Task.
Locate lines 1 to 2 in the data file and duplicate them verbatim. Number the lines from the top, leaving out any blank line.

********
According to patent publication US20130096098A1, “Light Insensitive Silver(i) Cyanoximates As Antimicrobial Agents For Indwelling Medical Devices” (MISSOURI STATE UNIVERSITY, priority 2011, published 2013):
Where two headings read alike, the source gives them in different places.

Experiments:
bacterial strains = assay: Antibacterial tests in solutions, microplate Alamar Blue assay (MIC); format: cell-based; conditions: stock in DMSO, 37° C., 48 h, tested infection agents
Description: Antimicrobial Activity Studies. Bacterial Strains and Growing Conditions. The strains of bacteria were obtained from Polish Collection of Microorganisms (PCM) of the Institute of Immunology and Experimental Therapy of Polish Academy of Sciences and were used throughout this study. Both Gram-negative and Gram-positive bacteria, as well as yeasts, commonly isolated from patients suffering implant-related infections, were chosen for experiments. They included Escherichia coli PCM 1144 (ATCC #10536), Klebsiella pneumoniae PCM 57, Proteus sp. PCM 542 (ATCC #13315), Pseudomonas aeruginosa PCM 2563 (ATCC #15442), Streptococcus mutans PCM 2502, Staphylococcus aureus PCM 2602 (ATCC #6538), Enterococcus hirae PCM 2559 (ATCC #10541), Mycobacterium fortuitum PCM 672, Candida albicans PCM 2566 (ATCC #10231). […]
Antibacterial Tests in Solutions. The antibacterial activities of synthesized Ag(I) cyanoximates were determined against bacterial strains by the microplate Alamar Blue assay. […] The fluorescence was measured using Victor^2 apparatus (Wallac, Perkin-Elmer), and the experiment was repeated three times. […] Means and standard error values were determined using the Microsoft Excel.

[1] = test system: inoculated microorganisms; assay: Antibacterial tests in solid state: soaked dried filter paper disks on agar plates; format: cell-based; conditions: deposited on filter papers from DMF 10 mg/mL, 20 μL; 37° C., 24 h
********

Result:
According to patent publication US20130096098A1, “Light Insensitive Silver(i) Cyanoximates As Antimicrobial Agents For Indwelling Medical Devices” (MISSOURI STATE UNIVERSITY, priority 2011, published 2013):
Where two headings read alike, the source gives them in different places.